Thursday, February 3, 2011

What’s in a Face? Biometrics and Facial Identification

by Andrea Campbell 

We've all seen facial biometrics in the movies where a security camera picks out a terrorist subject or supposed perpetrator, reads their face and maps out a facial recognition identifier for law enforcement. It’s really flashy, cool and fast. Does it work that way? Well, yes and no. Let’s start at the beginning. 

Security and Biometrics

In the past, security measures have used a card, a token or key to get into closed doors. Other methods involve a password, code or something you must type in, like a series of numbers. The goal for biometrics is heightened security; meaning, it involves the identity of an actual person to gain entry. The word biometrics means it is some physical characteristic, or personal trait used to trigger an automatic recognition. We already use biometrics with fingerprints, a written signature, voice recognition or a retinal scan. Other lesser-used body differentials are someone’s gait, their ears, hand or finger geometry, or even their odor.

Several Keys

The key to biometrics' usefulness is that the characteristic must be measurable, and once presented to a sensor, can be converted into a quantifiable digital format. It is only good if it can be automated down to a number of seconds for retrieval. A system is called robust, if it can read traits that are subject to change. For example, the iris of the eye won’t change significantly over time, and it is more robust than someone’s voice. Plus, the more distinctive the identifier is, the better. A retinal scan would be more distinctive than hand or finger geometry.

Biometrics needs to perform two functions: identify and verify. In order to satisfy an identification it must work against records in a database, which it can search through for results, such as mugshots that are used by police. This comparison is called a "one to many" search and presents a best match result. Verification, on the other hand, is a system that relies on input from the user, generally via the password or another form of identity. This would be a "one to one" search, such as would be done with a computer allowing someone access using a private code.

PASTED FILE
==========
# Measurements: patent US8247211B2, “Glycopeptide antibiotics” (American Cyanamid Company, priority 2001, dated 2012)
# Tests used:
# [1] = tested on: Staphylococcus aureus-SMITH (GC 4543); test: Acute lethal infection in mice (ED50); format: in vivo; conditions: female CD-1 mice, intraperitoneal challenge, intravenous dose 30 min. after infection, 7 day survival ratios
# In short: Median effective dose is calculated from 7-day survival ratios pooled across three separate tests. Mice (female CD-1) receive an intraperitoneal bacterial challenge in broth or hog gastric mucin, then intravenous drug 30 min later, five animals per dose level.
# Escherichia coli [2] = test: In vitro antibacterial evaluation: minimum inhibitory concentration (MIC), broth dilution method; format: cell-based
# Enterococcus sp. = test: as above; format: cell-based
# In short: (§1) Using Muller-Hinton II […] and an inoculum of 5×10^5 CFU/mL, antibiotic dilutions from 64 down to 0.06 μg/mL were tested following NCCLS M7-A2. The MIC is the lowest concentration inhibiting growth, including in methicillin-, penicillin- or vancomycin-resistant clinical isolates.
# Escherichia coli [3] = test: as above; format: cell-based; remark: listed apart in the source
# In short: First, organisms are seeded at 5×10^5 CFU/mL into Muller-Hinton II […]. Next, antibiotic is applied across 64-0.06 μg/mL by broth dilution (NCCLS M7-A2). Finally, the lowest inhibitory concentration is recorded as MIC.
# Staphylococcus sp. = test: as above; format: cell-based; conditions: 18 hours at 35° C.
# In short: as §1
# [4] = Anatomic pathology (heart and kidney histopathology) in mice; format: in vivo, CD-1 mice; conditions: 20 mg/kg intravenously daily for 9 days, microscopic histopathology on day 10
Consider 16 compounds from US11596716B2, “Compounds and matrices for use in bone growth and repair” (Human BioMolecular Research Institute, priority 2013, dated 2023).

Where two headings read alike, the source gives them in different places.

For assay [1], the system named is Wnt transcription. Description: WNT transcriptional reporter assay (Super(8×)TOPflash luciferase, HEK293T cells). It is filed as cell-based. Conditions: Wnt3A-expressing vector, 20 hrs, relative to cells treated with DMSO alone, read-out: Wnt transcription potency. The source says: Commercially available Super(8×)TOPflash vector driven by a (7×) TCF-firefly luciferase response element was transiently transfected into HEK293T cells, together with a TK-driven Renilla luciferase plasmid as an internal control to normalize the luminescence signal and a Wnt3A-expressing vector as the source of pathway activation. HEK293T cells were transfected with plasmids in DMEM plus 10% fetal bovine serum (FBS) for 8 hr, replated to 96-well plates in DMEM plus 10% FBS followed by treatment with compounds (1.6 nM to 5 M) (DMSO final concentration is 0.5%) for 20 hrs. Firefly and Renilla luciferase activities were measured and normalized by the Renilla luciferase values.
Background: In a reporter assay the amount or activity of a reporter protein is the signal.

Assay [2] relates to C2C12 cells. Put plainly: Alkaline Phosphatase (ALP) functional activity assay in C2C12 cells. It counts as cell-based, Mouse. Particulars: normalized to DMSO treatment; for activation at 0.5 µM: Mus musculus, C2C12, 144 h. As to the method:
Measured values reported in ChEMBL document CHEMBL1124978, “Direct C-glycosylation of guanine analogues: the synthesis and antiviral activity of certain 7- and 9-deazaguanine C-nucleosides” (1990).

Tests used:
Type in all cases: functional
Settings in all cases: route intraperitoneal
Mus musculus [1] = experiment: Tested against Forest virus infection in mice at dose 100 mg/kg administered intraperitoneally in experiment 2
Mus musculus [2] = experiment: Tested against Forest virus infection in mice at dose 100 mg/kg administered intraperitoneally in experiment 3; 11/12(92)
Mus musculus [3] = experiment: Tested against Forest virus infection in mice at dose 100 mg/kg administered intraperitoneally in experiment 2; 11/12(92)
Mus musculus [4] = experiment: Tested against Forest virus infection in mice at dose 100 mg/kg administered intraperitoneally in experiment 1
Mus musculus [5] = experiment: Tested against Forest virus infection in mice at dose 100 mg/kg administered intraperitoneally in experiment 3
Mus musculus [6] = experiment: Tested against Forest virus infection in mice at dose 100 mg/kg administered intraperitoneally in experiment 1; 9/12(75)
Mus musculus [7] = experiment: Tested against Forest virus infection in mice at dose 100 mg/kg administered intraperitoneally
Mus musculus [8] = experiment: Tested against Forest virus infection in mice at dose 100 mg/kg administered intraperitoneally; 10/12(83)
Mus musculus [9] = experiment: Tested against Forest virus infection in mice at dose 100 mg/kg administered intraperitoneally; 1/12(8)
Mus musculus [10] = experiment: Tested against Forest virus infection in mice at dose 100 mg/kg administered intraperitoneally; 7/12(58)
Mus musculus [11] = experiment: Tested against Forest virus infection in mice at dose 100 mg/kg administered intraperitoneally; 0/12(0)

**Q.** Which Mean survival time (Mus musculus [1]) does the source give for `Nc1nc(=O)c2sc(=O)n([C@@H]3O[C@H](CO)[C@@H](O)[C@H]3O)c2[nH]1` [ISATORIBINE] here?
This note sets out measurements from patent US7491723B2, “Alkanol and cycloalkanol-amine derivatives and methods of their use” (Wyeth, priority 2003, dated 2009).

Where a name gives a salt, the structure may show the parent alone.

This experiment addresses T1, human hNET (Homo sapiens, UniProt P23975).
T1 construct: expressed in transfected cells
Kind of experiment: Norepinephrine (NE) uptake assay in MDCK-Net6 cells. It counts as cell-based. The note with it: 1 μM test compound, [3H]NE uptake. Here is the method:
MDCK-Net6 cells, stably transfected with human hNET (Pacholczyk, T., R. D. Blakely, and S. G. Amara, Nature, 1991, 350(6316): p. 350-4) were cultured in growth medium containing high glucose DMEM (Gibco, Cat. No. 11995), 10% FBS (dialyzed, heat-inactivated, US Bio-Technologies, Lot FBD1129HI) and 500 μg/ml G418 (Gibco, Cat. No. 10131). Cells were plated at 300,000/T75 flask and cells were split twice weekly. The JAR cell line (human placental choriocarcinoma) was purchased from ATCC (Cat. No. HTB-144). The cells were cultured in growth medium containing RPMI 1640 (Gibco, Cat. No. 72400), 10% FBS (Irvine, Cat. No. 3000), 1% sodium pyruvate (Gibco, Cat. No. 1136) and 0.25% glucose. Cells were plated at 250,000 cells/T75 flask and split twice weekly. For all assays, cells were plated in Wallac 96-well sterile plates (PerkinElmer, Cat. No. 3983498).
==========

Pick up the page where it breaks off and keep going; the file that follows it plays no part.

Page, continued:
Did You Know? 

The police in Tampa Bay, Florida, used Indentix’s facial recognition software to screen at Super Bowl XXXV in January 2001. The search was for potential terrorists and criminals in attendance. The results? The system found 19 people with pending arrest warrants. Facial recognition is often able to operate with the used of surveillance cameras or closed circuit television (CCTV).
(Photo Courtesy of the Federal Bureau of Investigation) 

How Does It Work?

Facial recognition can be used to locate criminals, terrorists or missing children by using a five-step methodology. First, the image must be captured. This can be accomplished by scanning a photograph or using a camera to acquire a live picture of a subject. Fast moving video can also be turned into still shots. Next the software program seeks to detect the location of any faces in the acquired image, and it looks for two eyes and a mouth set into an oval shape. Once a face has been targeted, it is analyzed using spatial geometry. There are different methods available depending on the software, but this it is commonly referred to as the eigenface method. The system has templates that generate unique features for comparisons. That is to say, algorithms identify faces by extracting the landmarks of someone’s face and using the relative position, size and shape of eyes, nose, cheekbones and jaw. In other words, it measures the distance between the eyes, the depth of eye sockets, the shape of cheekbones, etc., but it actually ignores facial hair or hairstyles. These are then compared to a database of known faces, and finally, the scores are looked at by the end user for a determination.